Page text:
Opioids, an important tool for physicians and one of the most effective drugs for treating chronic pain and suffering, are widely associated with abuse and addiction. Although not effective for all, opioids can help make life manageable.
One of the central issues surrounding opioid prescriptions is the problem of morally prescribing opioids. Oftentimes, physicians face the dilemma whether opioids should be used at all. In fact, one of the challenges confronting the society is how to reduce opioid prescription without harming patients.
Though physicians bear the responsibility of carefully prescribing opioids to the patients based on their assessment, they need to exercise caution to avoid legal sanctions for improper opioid prescriptions. As a result, medical practitioners are constantly in the state of confusion.
On one hand is the physician’s obligation to provide the patient relief from pain, and on the other are the unintended consequences resulting from opioid use and misuse. Such ethical challenges have led to a massive increase in the opioid crisis. Therefore, the need of the hour is to constitute guidelines on the entire process of prescribing opioids to combat the problem.
Moving away from opioids: Suitable alternatives
Considered an important component in the long-term treatment for acute, surgical and post-traumatic pain, moving away from opioid therapy abruptly can be harmful to the patients and might cause a relapse.
Owing to their addictive nature, painful withdrawal symptoms and overall negative health consequences, it is often recommended to find suitable and feasible alternatives to opioids. Some of those methods include placebo therapy, tapering chronic pain patients off opioids, conservative treatment methods like physical therapy or home exercise programs, and more advanced treatment options like nerve blocks and pain pumps.
While prescribing opioids as per the clinical guidelines can ensure access to safer and more effective pain treatment options, it can also help reduce the number of people abusing, misusing or overdosing on these drugs.
In an attempt to limit the over prescription of opioids, the Centers for Disease Control and Prevention (CDC) published Guideline for Prescribing Opioids for Chronic Pain providing recommendations for prescribing opioid pain medication, including starting with the lowest effective dose, using opioids only when their benefits outweighed risks, reexamining the benefits of opioids while considering dosage increase, etc.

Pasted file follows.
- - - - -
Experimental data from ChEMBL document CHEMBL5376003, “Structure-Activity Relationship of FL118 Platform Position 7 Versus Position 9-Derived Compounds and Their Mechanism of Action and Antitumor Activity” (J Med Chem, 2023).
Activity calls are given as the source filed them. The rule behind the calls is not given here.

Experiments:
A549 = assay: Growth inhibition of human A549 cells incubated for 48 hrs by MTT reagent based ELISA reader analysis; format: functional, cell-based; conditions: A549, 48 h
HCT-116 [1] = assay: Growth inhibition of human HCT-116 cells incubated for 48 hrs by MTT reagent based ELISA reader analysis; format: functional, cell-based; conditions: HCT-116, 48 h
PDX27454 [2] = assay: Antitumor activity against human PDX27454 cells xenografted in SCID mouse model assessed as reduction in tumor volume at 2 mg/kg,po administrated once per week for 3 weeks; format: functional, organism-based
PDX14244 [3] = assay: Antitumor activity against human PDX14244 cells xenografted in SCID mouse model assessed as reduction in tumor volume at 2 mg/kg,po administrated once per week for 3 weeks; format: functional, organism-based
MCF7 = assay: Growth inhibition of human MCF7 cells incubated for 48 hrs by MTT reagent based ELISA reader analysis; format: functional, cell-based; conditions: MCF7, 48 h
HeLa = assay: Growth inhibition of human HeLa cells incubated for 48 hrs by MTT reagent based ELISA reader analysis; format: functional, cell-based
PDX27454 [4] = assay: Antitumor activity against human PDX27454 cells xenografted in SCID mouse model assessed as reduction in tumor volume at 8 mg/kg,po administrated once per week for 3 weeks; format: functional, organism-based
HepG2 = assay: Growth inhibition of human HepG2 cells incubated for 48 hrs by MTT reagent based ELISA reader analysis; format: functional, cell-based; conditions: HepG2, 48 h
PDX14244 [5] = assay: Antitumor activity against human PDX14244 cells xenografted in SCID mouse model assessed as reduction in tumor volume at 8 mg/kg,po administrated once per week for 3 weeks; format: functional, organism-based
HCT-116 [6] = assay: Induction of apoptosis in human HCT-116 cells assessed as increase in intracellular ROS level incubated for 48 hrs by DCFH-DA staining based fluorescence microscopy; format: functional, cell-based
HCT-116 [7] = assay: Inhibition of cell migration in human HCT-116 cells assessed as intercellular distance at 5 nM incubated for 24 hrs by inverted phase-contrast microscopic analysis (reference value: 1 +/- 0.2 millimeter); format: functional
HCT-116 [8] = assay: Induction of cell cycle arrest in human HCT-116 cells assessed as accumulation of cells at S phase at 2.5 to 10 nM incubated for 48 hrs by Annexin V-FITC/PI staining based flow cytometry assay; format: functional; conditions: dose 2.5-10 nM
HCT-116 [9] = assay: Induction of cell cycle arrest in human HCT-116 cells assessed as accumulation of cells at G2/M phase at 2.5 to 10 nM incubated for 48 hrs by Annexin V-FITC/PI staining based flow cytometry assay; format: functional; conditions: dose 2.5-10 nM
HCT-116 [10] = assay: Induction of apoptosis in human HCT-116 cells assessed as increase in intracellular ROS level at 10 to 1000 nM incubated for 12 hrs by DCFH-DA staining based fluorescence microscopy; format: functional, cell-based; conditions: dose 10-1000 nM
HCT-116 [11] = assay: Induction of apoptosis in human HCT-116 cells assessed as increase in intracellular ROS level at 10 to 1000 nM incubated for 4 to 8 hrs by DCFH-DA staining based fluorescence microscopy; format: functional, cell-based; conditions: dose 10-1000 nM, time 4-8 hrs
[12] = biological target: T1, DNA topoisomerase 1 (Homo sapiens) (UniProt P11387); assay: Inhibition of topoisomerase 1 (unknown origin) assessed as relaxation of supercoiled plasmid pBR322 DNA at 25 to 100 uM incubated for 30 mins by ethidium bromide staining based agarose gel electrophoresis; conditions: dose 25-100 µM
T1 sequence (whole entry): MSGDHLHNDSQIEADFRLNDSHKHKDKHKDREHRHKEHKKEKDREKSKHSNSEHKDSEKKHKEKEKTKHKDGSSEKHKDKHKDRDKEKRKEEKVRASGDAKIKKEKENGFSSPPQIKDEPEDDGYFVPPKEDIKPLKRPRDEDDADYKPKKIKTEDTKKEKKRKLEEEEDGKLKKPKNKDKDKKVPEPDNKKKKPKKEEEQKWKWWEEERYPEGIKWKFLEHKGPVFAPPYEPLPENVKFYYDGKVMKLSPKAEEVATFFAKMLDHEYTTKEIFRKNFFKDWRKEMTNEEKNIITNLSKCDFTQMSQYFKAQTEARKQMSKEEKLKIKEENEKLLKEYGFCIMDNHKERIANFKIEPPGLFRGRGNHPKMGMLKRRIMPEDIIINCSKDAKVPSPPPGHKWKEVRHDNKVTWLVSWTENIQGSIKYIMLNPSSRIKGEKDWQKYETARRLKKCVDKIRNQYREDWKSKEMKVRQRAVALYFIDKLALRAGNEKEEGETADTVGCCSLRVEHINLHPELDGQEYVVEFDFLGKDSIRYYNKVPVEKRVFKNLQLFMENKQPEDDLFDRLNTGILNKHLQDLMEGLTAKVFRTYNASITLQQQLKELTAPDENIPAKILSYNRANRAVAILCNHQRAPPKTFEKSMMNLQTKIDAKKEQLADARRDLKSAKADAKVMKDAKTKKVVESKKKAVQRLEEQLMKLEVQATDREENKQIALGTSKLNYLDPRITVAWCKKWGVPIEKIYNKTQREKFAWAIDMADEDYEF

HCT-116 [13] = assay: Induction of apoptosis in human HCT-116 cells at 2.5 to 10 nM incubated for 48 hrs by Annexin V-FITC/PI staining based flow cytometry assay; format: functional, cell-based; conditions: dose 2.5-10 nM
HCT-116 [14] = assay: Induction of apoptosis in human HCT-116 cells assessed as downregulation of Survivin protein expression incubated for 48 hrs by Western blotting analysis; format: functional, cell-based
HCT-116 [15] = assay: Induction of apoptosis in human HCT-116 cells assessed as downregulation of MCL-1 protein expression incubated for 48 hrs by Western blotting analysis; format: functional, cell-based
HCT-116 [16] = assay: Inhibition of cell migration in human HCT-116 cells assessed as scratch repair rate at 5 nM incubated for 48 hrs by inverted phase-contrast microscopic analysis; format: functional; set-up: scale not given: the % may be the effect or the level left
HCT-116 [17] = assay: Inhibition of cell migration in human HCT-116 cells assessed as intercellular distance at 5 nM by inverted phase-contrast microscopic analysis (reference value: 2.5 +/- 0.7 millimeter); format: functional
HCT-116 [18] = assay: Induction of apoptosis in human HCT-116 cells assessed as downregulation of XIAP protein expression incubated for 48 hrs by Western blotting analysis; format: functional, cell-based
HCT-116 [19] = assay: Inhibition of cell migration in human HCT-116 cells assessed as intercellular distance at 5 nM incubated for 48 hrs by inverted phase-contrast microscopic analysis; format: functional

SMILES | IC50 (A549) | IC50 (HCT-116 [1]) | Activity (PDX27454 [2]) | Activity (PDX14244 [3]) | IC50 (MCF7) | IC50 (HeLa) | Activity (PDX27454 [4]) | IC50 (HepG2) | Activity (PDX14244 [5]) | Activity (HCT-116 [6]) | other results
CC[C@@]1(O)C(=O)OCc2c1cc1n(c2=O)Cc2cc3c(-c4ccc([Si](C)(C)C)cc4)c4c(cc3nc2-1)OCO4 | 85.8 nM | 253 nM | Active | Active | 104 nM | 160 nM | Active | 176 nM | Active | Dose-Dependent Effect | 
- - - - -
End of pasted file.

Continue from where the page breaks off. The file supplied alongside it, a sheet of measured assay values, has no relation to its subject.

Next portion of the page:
Some of the ways by which clinicians may work toward responsible opioid prescription are as follows:
- Prescribing opioids only when appropriate: In cases where the patients can be helped via the use of physical therapy, exercise and alternative therapy, physicians should employ non-opioid management strategies, non-pharmacologic therapy and non-opioid pharmacologic therapy when necessary.
- Offering necessary care: While prescribing opioids over long term, physicians must be willing to manage prescriptions that they write and should also collaborate with others to ensure patients receive necessary care.
- Prescribing not more than the requirement: When prescribing opioids, physicians should not write for more than what is needed. In addition, physicians should include a plan of care that includes an ‘exit strategy’ to get off the medication, if needed.
- Addressing risks and harms of opioid use: An effective way to prevent opioid misuse is by conducting an open discussion between the provider and the patient about the benefits and risks of using opioids, awareness of their side effects, and a basic understanding of addiction.
While opioids have long been considered effective and necessary in managing chronic pain, no single drug stands out to be the best at managing chronic pain. Until the time physicians are unable to find effective alternatives to opioids, physicians should resort to alternative pain control methods, open communication with patients and thoughtful prescriptions to reduce the risks related to opioid abuse.
Responsible prescribing lessens opioid abuse risks
While opioid usage continues to be high among people suffering from chronic pain conditions, its long-term use inflicts several side effects and causes addiction among the users. In addition to damaging the user’s physical and mental health, those abusing opioids are also likely to experience problems in their personal and professional lives. The increased cost borne by the users due to the frequent and persistent abuse of opioids also affects their finances.
If you or your loved one is suffering from opioid abuse, it is time to seek professional treatment. Contact the Prescription Drug Abuse Helpline at 866-450-1557 to find the state-of-the-art prescription drug abuse treatment clinic. Alternatively, you can chat online and let our counselors help you find the best prescription drug abuse treatment centers.